We have a community pool, although it's rather small; it's still a nice place to cool off on those summer scorchers. Because we're so far off the beaten path, we never get traffic and crowds. Downtown is a good 20 minute hike by foot via the path that links up with the Lake Evalyn walkway, but you can make it much more quickly on a bike.

The major drawback that I've found is that delivery people will inevitably get lost, no matter how explicitly you give them directions. Now, when they frantically call from their cell phone, my husband just walks down to wherever they are and leads them back to our house.

Peronally, I like a peaceful neighborhood, but I guess that East Village is rather extreme. Several of my nieces and nephews recently came for a week's visit. They spent a lot of time relaxing in my porch swing, and one day one of my nieces exclaimed, "It is always this QUIET here?!"

If you turn left on Celebration Avenue and then drive for a little ways through East Village, you'll find the turnoff for Aquila Reserve on your right. It's a lovely wooded neighborhood with a big lake ringed by a walking path. I often encouter deer there when I go biking at dusk.

Aquila is pretty far from downtown, but this means that it's even more peaceful than my little corner of East Village. It reminds me of a larger Lake Evalyn, right down to the non-existent yards in some of the houses. But there many with big lots, too, and I can see that there might be an advantage to the no-yard homes. If you don't have to bother with your own landscaping, you'll have more time to enjoy the gorgeous wooded land around you.

Artisan Park was originally rumored to be an "age 55 and up development" (some wags dubbed it "Rest Village). But that idea was quickly abandoned, and now it's just a huge area that is billed as "The Last Great Neighborhood in Celebration."

Besides being the final area to be developed, it is also the only one that is not being developed directly by The Celebration Company. Instead, it was turned over to Arvida/St. Joe.

Artisan Park can be easily found by following Celebration Avenue as far as it goes. As of this writing, most of this area is still under construction, although the first brave families have already moved in.

Artisan is far from downtown, but I don't think it will be as peaceful as East Village or Aquila Reserve because lost tourists tend to stay on Celebration Avenue. On snowfall and leaf fall days, I predict that there will be lots of lost sould wandering around back there.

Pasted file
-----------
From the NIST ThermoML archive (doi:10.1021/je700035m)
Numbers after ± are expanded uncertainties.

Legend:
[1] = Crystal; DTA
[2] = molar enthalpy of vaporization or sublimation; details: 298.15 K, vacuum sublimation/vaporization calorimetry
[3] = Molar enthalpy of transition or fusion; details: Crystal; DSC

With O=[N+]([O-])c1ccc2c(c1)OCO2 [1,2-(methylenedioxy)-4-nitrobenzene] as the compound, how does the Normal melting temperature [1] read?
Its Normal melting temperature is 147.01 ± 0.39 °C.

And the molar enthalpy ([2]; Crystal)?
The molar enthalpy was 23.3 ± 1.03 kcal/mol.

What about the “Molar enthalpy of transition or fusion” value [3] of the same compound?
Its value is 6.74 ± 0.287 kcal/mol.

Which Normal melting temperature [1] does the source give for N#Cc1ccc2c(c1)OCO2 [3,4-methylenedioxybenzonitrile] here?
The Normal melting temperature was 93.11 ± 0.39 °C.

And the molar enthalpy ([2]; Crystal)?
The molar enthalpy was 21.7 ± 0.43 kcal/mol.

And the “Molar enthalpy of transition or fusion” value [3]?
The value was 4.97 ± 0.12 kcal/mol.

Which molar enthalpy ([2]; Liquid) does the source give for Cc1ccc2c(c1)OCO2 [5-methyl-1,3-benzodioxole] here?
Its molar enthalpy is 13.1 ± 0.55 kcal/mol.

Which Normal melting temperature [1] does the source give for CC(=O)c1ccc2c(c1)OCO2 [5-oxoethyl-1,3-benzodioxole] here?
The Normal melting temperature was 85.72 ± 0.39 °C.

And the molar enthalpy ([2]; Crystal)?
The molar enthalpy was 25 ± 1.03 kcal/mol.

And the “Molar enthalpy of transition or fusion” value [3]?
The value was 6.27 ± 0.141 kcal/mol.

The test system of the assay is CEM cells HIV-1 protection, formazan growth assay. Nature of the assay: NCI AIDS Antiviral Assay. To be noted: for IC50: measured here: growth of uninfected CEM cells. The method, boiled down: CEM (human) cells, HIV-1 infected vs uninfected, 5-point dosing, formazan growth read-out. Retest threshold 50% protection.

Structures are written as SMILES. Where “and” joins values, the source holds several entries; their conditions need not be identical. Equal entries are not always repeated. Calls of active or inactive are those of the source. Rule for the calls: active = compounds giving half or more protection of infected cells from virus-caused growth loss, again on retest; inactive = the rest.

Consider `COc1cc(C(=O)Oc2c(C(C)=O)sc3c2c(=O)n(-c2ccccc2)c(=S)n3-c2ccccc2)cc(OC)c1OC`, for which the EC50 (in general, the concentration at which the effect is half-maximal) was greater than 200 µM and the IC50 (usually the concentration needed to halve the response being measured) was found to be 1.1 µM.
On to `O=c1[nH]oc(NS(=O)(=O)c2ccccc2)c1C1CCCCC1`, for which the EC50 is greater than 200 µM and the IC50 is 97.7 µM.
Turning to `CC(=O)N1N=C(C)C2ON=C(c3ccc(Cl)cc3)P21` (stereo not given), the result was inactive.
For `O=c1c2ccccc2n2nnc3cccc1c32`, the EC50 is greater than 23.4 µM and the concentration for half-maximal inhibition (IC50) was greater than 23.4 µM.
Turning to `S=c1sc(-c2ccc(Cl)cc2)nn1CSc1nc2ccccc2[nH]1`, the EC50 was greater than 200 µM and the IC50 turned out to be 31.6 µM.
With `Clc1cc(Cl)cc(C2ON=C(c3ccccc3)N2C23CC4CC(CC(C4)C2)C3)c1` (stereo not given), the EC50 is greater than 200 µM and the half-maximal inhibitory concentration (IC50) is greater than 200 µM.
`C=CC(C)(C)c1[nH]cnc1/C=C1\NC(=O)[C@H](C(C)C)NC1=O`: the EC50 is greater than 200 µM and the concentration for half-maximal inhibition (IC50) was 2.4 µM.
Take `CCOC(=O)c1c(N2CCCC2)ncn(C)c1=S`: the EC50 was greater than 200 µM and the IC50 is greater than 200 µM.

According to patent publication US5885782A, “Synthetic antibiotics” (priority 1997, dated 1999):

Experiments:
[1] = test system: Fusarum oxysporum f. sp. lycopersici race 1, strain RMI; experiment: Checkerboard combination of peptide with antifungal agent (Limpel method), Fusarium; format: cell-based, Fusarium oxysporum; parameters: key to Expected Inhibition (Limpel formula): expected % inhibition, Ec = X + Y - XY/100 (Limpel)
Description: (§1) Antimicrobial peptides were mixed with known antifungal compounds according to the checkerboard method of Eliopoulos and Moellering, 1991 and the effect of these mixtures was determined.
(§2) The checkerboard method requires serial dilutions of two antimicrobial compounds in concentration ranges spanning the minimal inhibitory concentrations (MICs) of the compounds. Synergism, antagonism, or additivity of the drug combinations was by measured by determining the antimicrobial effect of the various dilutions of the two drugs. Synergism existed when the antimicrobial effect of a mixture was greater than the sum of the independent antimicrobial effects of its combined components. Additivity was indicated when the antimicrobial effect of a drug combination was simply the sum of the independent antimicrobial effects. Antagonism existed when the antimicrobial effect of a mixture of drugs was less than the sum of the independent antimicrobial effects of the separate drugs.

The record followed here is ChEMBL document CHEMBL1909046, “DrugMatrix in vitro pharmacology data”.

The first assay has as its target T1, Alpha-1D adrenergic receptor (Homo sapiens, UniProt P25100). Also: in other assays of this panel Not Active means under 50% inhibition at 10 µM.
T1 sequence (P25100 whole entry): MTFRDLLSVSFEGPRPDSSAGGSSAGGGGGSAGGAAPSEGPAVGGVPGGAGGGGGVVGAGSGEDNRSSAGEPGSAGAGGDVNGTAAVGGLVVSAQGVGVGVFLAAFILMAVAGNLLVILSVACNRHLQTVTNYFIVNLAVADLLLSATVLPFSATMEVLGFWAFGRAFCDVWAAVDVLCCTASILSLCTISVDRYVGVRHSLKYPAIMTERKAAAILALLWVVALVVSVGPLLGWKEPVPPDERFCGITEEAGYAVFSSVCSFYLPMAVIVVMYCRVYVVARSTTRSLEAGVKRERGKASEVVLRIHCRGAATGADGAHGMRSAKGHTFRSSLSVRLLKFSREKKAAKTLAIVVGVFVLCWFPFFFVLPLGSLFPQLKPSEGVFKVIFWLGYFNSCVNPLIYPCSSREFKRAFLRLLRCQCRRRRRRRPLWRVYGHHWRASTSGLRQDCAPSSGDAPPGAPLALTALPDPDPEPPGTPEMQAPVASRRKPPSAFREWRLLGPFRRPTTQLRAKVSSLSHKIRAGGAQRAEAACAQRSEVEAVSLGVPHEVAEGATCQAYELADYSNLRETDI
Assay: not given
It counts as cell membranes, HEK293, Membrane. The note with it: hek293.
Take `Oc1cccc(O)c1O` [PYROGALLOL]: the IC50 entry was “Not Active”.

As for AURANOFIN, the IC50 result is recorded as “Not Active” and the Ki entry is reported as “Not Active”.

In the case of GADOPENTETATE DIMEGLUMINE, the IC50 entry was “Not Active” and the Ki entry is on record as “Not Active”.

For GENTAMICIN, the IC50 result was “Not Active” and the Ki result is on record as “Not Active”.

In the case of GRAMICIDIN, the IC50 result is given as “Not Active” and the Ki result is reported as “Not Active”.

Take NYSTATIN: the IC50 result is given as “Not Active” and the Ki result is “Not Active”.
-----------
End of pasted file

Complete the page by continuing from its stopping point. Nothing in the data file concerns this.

Artisan will have a community center and pool, but unlike the other village pools, it will only be open to its own residents. To me, that smacks of exclusivity and goes against the principles of Celebration. They will be able to use the pools in the other villages, but we can't use theirs. True, they will be paying a separate fee, but I still find it odd and a bit disquieting. Outsiders tend to think of Celebration as a snobby, exclusive area, so now I guess we have our own "exclusively exclusive" neighborhood.

I enjoy the street names in Artisan; unlike those in the rest of the town, which tend to be flowers or variations on how to append the words "Park" and "Celebration," these are all named after various types of craftsmen. My favorite is Stonecutter, and every time I bike by it, I expect to see Homer Simpson and hear the strains of the Stonecutters Lodge song.

Those are the villages of Celebration, and those are my thoughts about each of them. As I said earlier, these are strictly my own opinions. The viewpoint of others might vary widely. But what it all boils down to is, when you think of the town of Celebration, don't lump us all together into one big heap. We've a collection of many vibrant neighborhoods that, when put all together, make up our beloved town.

Learn more about Celebration on my website:


Cato Zachrisen said...

This was great information ! we are considering to relocate to celebration. And even though there are lots of Celebration info online, village-info is very rare. Thanks a lot ! Best regards, Cato Zachrisen

Anonymous said...

Wonderful website! I am a displaced, 50+ woman, with a dream to start over in Celebration. After seeing the town on a family vacation more than 10 years ago I have never forgotten it. Your website makes me feel like Celebration would make me feel at home. Thanks.